Retail Banking Careers

by Mark Applegate

Technology, government regulation and an erratic economy have changed the retail banking industry. Gone are the days when a bank earned nearly all of its income from lending money and collecting interest and service fees. Retail banks have added a host of products and services to retain customers and generate new streams of income. There are several available careers in retail banking, including those designed to accommodate these changes. These positions require a variety of talents and experience that mostly fall into a few categories.

Customer Service

While nearly all retail banking positions require customer service skills, there are a few positions that depend especially on this skill. Bank tellers are the point-of-contact with drive-through and walk-in customers, as well as those who contact the bank by telephone or Internet. These employees assist the customer with deposits or withdrawals, reconciling statement errors and other common bank functions. Account specialists assist in explaining banking products and setting up new banking accounts. Notaries assist in both customer service and by verifying and authorizing the validity of signatures for a client, typically charging a fee in the process.

Loan Products

The process of lending money requires employees involved in several careers. A personal banker or loan officer assists the customer in determining which product is right for them. He explains the terms and assists the customer in completing the loan application. Loan underwriters verify all of the information in the application, request supporting documentation, documents and archives the data and approves or denies the loan. Financial analysts or risk analysis staff determine whether the bank will maintain the loan or sell the loan to a third-party servicer. Title searching and mortgage closing staff specialize in processing and closing mortgage loans.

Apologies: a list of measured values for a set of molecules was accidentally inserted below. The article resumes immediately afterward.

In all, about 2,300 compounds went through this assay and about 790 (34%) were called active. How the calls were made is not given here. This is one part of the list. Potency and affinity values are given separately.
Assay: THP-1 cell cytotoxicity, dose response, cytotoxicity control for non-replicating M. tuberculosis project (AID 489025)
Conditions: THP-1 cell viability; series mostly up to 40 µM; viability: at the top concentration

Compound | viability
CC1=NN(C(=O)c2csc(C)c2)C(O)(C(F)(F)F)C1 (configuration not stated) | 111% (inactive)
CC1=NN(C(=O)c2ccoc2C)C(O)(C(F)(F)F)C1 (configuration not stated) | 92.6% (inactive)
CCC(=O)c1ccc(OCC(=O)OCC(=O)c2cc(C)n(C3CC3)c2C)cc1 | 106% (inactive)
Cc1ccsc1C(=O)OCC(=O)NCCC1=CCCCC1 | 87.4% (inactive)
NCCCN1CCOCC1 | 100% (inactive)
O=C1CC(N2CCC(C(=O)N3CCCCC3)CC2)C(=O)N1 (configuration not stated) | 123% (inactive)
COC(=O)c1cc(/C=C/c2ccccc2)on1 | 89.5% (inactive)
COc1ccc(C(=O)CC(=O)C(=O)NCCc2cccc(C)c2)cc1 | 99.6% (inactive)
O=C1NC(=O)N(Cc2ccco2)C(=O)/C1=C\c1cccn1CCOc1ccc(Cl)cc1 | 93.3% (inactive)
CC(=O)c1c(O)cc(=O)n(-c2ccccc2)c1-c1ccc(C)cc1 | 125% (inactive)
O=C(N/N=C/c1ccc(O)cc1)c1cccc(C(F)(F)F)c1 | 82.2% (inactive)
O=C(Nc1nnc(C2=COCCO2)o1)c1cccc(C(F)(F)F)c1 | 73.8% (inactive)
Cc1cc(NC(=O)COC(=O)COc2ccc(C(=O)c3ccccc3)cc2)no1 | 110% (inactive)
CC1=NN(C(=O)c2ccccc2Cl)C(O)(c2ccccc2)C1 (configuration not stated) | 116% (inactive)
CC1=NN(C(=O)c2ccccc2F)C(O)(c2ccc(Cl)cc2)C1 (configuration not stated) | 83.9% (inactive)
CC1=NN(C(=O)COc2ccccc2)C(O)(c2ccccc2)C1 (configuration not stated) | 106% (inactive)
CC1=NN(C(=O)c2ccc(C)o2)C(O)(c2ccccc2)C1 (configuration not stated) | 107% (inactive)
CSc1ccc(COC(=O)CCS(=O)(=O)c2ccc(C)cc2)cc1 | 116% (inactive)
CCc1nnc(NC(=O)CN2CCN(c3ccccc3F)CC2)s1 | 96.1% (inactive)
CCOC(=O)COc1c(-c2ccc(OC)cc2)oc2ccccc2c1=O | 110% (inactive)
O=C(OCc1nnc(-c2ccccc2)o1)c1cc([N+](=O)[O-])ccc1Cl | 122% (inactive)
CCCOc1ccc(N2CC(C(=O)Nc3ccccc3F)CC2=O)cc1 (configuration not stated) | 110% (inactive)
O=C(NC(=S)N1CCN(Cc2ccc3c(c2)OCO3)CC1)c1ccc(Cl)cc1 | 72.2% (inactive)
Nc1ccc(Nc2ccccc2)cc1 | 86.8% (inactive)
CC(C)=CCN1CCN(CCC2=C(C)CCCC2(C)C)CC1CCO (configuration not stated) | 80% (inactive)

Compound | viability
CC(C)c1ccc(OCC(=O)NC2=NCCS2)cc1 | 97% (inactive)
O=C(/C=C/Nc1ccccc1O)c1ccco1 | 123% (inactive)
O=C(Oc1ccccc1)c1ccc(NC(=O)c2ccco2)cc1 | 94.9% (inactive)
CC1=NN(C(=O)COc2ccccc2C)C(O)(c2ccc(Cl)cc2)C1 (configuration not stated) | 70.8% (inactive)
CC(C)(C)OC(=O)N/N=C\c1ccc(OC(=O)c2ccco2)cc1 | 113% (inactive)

Financial Planning

Many banks offer complete financial planning services in addition to selling traditional certificates of deposit and bonds. Financial service advisers or financial planners must maintain securities licenses in order to buy and sell products such as stocks, mutual funds and stock options. This department often hires employees to make and set appointments for existing bank customers and for the public at large. Financial planning management or investment analysts train financial representatives to find appropriate products to match to their customer's needs.


Government regulations, and the hefty fines associated with failing to comply with them, has given birth to many careers in compliance. Many banks hire an internal compliance officer to verify all that accounts and loan applications meet all required standards of accuracy and validity. Regulations regarding the percentage of loans made to protected classes -- such as women or minority groups -- must be verified by an auditor. Financial examiners will also verify the balance sheets and overall activity of the bank to verify that it is on solid economic footing. Some banks will also hire specialized outside firms to perform mock audits to verify compliance to regulation. Representatives in charge of managing escrow balances, such as property insurance and tax payments, are also part of a retail bank career pool.


Insurance careers have become a common part of retail banking. These agents, certified through standardized testing, offer risk management products to those seeking loans. These agents may also overlap with financial planning representatives to address the financial stability of the customer through times of risk. Underwriters are also necessary in offering insurance products, but many of these careers are external to the retail banking establishment.

Other Careers

Retail banking requires executive level management, including branch managers, presidents and vice presidents. Area managers are often necessary for banks with more than a few branches. Accountants are common within retail banking, whether enlisted to help the bank or as a service for the customer. Some banks offer travel or roadside assistance services as a premium for account holders. These may be internal, retail positions or through a call center or outside firm. Automatic Teller Machine service professionals are needed, either as bank employees or contracted from outside.

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